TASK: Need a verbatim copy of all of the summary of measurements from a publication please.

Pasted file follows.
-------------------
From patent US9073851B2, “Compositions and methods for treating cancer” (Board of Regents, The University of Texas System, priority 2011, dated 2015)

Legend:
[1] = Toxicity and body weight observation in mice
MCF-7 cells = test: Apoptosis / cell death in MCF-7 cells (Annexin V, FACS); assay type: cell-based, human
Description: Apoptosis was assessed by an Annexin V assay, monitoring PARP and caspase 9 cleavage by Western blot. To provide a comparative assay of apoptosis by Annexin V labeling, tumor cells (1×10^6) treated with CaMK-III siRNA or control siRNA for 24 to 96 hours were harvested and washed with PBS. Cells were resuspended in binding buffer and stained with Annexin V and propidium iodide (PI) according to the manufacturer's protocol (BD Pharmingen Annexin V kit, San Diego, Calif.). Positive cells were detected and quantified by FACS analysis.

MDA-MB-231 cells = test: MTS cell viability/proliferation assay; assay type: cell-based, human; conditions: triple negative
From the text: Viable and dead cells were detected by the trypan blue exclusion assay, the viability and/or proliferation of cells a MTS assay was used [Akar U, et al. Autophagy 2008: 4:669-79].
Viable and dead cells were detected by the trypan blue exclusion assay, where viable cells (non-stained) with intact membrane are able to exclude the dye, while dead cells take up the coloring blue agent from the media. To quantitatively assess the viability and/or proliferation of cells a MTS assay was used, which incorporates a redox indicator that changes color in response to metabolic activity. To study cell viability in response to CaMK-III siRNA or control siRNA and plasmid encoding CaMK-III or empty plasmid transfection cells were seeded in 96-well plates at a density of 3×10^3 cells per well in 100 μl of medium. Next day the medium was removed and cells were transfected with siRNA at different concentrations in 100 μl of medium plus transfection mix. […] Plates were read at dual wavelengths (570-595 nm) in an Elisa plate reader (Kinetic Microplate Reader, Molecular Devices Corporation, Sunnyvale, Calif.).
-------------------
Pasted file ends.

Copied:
From patent US9073851B2, “Compositions and methods for treating cancer” (Board of Regents, The University of Texas System, priority 2011, dated 2015)

Legend:
[1] = Toxicity and body weight observation in mice
MCF-7 cells = test: Apoptosis / cell death in MCF-7 cells (Annexin V, FACS); assay type: cell-based, human
Description: Apoptosis was assessed by an Annexin V assay, monitoring PARP and caspase 9 cleavage by Western blot. To provide a comparative assay of apoptosis by Annexin V labeling, tumor cells (1×10^6) treated with CaMK-III siRNA or control siRNA for 24 to 96 hours were harvested and washed with PBS. Cells were resuspended in binding buffer and stained with Annexin V and propidium iodide (PI) according to the manufacturer's protocol (BD Pharmingen Annexin V kit, San Diego, Calif.). Positive cells were detected and quantified by FACS analysis.

MDA-MB-231 cells = test: MTS cell viability/proliferation assay; assay type: cell-based, human; conditions: triple negative
From the text: Viable and dead cells were detected by the trypan blue exclusion assay, the viability and/or proliferation of cells a MTS assay was used [Akar U, et al. Autophagy 2008: 4:669-79].
Viable and dead cells were detected by the trypan blue exclusion assay, where viable cells (non-stained) with intact membrane are able to exclude the dye, while dead cells take up the coloring blue agent from the media. To quantitatively assess the viability and/or proliferation of cells a MTS assay was used, which incorporates a redox indicator that changes color in response to metabolic activity. To study cell viability in response to CaMK-III siRNA or control siRNA and plasmid encoding CaMK-III or empty plasmid transfection cells were seeded in 96-well plates at a density of 3×10^3 cells per well in 100 μl of medium. Next day the medium was removed and cells were transfected with siRNA at different concentrations in 100 μl of medium plus transfection mix. […] Plates were read at dual wavelengths (570-595 nm) in an Elisa plate reader (Kinetic Microplate Reader, Molecular Devices Corporation, Sunnyvale, Calif.).